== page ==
Emma Marble Muir's parents later bought the Grant House from Stagekeeper Evensen and used it for their home and boardinghouse.

 Stratford Hotel
Stratford Hotel

 Stratford Hotel

Stratford Hotel
THE STRATFORD HOTEL

The lower part of this building is of mud and rock construction and was built during the Civil War.

In 1870, when the town started to boom, a half story adobe addition was put on the building as well as a new adobe front with doors and windows.

At first the partitions upstairs were made of muslin tacked from ceiling to floor making it necessary for ladies to blow out their candles before they undressed.

In 1879 a sad killing took place in the dining room. Bean Belly Smith shot Ross Woods in a quarrel, which started over an egg. The two men did not like each other (gossip hinted at woman trouble) and that morning, Ross, being the son of Annie Woods who ran the Stratford, was served the last egg. Bean Belly Smith objected to this and used some language that Ross could not, in honor, take. Ross went upstairs and got his gun, came down and shot from the doorway. However, he missed and Bean Belly did not. Ross Woods has the first marker in the Shakespeare Cemetery.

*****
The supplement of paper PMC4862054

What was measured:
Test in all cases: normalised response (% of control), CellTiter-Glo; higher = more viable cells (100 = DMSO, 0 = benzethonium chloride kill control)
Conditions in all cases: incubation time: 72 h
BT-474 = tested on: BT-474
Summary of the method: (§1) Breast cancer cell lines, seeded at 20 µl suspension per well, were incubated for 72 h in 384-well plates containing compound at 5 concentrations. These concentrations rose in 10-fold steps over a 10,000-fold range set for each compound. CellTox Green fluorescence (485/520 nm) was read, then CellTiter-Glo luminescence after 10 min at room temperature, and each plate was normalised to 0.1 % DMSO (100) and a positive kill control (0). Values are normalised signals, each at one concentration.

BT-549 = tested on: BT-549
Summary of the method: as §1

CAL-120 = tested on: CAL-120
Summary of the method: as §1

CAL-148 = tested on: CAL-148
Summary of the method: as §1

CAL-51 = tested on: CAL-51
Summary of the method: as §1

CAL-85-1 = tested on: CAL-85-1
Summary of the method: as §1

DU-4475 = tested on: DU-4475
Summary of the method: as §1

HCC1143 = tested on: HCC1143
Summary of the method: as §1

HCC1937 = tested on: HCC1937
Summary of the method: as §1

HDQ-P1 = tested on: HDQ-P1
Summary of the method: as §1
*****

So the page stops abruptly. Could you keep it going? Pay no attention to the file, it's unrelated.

The Hotel  What a view!  Master Suite
 Modern kitchen  Living room  Fireplace
 
 Old Mail Station
Old Mail DStation

 Inside the mail station

Inside the mail station
THE OLD MAIL STATION

The mud and rock section of this building is the oldest structure still standing in the town. It was here several years before the Civil War and was called a "Mail Station and Commissary" by old timers.

Supplies were freighted down from Socorro and unloaded in this building. Soldiers were here during the Civil War and at least one man lived here through that time and was still here in the 1880's. Many stories, Indians, and ghosts are told about this room. The older room still has the original old yucca-stalk ceiling.